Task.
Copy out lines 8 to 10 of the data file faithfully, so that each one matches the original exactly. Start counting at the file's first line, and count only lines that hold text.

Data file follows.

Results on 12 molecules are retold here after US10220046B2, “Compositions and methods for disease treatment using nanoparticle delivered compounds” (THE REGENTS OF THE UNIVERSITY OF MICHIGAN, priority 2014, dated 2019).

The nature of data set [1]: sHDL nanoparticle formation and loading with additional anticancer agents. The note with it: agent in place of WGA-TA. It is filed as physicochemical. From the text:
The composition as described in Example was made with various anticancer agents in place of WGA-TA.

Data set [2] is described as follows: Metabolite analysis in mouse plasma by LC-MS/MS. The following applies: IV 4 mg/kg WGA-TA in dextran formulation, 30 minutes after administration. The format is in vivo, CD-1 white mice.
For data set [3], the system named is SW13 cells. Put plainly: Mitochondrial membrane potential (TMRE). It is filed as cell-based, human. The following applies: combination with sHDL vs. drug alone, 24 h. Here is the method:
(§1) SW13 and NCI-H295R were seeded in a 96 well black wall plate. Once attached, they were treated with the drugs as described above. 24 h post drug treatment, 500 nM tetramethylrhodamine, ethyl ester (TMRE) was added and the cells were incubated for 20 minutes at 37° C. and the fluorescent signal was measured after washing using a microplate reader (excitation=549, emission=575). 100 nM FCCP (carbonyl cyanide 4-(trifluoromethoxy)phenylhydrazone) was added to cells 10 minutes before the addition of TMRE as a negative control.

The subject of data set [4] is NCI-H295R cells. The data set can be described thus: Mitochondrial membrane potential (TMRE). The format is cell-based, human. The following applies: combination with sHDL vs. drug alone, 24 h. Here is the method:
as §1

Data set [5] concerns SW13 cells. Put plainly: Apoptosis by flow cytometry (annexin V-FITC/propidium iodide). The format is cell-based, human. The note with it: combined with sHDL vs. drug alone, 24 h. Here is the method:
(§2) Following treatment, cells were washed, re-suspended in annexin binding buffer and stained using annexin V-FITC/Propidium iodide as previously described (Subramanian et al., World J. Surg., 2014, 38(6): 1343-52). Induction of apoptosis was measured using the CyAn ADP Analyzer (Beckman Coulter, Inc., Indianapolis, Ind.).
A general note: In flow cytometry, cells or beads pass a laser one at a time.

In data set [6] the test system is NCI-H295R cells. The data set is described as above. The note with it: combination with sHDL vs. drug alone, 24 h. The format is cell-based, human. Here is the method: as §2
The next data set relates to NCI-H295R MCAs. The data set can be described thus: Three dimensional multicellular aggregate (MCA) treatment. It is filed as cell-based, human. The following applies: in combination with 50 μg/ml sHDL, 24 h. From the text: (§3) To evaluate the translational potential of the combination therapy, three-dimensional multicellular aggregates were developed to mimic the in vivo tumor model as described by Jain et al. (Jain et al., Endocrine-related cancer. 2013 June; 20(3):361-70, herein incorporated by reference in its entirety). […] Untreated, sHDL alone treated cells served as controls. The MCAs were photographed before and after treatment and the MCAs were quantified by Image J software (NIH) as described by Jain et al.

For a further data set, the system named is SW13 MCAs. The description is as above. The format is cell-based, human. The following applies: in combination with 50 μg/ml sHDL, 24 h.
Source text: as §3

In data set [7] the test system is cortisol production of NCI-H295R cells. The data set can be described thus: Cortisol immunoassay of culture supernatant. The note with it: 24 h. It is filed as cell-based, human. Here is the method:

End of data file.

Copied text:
as §1

Data set [5] concerns SW13 cells. Put plainly: Apoptosis by flow cytometry (annexin V-FITC/propidium iodide). The format is cell-based, human. The note with it: combined with sHDL vs. drug alone, 24 h. Here is the method:
(§2) Following treatment, cells were washed, re-suspended in annexin binding buffer and stained using annexin V-FITC/Propidium iodide as previously described (Subramanian et al., World J. Surg., 2014, 38(6): 1343-52). Induction of apoptosis was measured using the CyAn ADP Analyzer (Beckman Coulter, Inc., Indianapolis, Ind.).